The Div is making way betwixt us two
To warp thy heart by means of crown and throne.
A thing like this would be a shame to me,
One that would last for ever, that a leader,
One high-born and a chieftain such as thou art,


A noble Lion and a mighty man,
Should come not for a while to mine abode,
Or be my guest within these coasts. If thou
Wilt banish this contention from thy thoughts,
And do thy best to exorcise the Div,
I will adorn my soul by sight of thee,
And do whate'er thou biddest save these bonds,
For they are utter shame, defeat, and outrage.
No one shall see me bound while I survive
My life on that. Enough!"

Replied: "O memory of this world's heroes !
Thy words are truth, not falsehood, and men gain
No lustre from deceit; still Bishutan
Is cognisant of all the Shah's commands
When I set forth. 'Bestir thyself,' he said,
'As touching Rustam. Be thy whole concern
To fight or bind him.' If now I shall go,
A blithe, triumphant guest, to visit thee
In thine own home, and from the Shah's commands
Thou turn thy neck, 'twill mar mine own day's lustre.
For one thing I shall fight thee and employ
The leopard's instinct in that fight, forget
The bond of bread and salt, and cast a slur
Upon the honour of my lineage;
While if I disobey the Shah the fire
Will be my dwelling in the world to come.
Yet, since thou wishest, let us pass one day
With wine in hand. Who knoweth what may chance
Tomorrow, so we need not talk thereof? "
Said Rustam: "I will do so. I will go
And doff my road-dress. For a week have I
Been hunting and been eating onager
Instead of lamb. When things are ready call me,
And sit down with thy kinsmen at the board."
Hurt and concerned he mounted, hurried home,


Beheld the face of Zal, the son of Sam,
The son of Nariman, and said: "Famed chief !
I have been visiting Asfandiyar,
And seen a horseman like a straight-stemmed cypress,
A man of wisdom, dowered with grace and Glory.
Thou wouldest say: 'Shah Faridun, the hero,
Bequeathed to him both might and understanding.'
His presence bettereth hearsay: there doth shine
From him the Grace imperial and divine."

Par. 12

How Asfandiyar summoned not Rustam to the Feast

When Rustam left the bank of the Hirmund
The great Asfandiyar sat lost in thought,
And Bishutan, his counsellor, anon
Came to the camp-enclosure. Said the hero:-
"We have dealt lightly with a grave affair
I have no business in the house of Rustam,
And he for his part should not look on me.
If he come not I will not summon him;
Else, should one of us die, the other's heart
Would burn with anguish for the slain, his head
Shed tears for friendship's sake."
Said Bishutan
"Who hath a brother like Asfandiyar,
Famed chief? By God, when first I saw you two,
And neither of you tried to make a quarrel,
My heart became like early spring thereat,
As much for Rustam as Asfandiyar;
But as I looked more deeply I perceived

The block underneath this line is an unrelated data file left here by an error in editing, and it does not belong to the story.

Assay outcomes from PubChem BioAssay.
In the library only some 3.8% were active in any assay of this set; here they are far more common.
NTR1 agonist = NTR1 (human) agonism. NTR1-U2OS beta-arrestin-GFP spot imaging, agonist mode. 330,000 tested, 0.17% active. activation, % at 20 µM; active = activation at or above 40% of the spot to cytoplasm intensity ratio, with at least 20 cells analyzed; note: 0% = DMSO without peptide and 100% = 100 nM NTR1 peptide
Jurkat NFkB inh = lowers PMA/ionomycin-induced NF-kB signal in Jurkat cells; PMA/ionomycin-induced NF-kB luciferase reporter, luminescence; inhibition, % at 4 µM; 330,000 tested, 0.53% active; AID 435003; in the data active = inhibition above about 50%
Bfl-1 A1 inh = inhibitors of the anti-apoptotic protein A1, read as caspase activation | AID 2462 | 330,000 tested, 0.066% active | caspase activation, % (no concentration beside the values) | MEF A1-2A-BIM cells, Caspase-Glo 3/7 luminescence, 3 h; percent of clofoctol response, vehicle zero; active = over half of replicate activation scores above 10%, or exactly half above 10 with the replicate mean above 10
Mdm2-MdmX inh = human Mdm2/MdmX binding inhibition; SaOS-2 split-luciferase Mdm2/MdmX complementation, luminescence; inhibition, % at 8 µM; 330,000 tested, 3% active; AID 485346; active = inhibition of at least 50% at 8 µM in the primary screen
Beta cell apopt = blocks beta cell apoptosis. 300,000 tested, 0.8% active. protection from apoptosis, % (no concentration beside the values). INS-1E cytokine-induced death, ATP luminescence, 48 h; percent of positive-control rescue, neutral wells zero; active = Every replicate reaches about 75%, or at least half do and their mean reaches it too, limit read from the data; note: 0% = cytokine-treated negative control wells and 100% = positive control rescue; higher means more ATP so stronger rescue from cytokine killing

The Div controlling wisdom's path. Thou knowest
What Faith and honour bid, the laws of God,
And thine own sire's intent. Restrain thyself.
Do life no hurt, and hear thy brother's words.


I heard what Rustam said: his greatness matched
His courage, and thy fetters will not gall him.
He heedeth not thy Grace divine and state.
The chief of cavaliers, the son of Zal,
Will not put his head lightly in the net.
The matter, as I fear, will be prolonged
For evil, being 'twixt two haughty men.
Thou art a great man, wiser than the Shah,
And abler both in skill and bravery.
If one would feast, the other strive for vengeance,
Consider which the more deserveth praise."
The prince replied: "If I shall not obey
The Shah I shall be censured in this world,
And God will call me to account hereafter.
I would not sell both worlds for Rustam's sake;
No man will sew up his own eyes and heart."
The other said: "The outcome of good counsel,
Will profit thy pure body and thy soul.
I have said all. Now choose thee which is best;
A prince's heart should be above revenge."
The chieftain bade the cooks to spread the board,
But saidlto no one: "Summon Rustam hither."
The eating done he took the cup in hand,
Spake of the Brazen Hold, of his own manhood,
And drank in honour of the king of kings,
While Rustam stayed within his palace-walls,
Remembering his promise to eat bread.
Now when a long while passed and no one came,
Though Rustam often looked along the road,
And when the time for feasting had gone by,
The hero's dignity could brook no more.
He smiled and said: "My brother! deck the board,
And summon to the feast the men of birth.
If 'tis the custom of Asfandiyar
To treat us with such superciliousness

As to invite and then not summon us,


Hope for no good from him."

He spake. They decked
The board and, having eaten, rose. Then staid
The heroic paladin to Faramarz
"Bid saddle Rakhsh as they would do in Chin.
I shall go back and tell Asfandiyar
'Prince though thou art, remember: he that breaketh
His plighted word hath in himself effaced
The pathway that the great and good have traced.'"

Par. 13

How Asfandiyar excused himself for not summoning
Rustam to the Feast

Then like an elephant he mounted Rakhsh,
Whose neighings could be heard two miles away,
And hurried to the river, where the troops
Pressed eagerly to see him, while the hearts,
Of those that saw him loved him. All exclaimed:-
"This noble chief resembleth none but Sam,
The cavalier. An iron hill is he
Upon the saddle and thou wouldest say
That Rakhsh is Ahriman's own mount, and were
A mighty elephant his opposite
Then splash its head with mourning hues. The king
Must have a witless pate to give up one
That is possessed of Grace divine and prowess -
A moonlike chieftain like Asfandiyar -
To slaughter for the sake of crown and throne.
He groweth greedier with age and fonder
Of signet and of diadem."

When Rustam
Drew near, Asfandiyar went forth to meet him.
Said Rustam: "Paladin and glorious youth,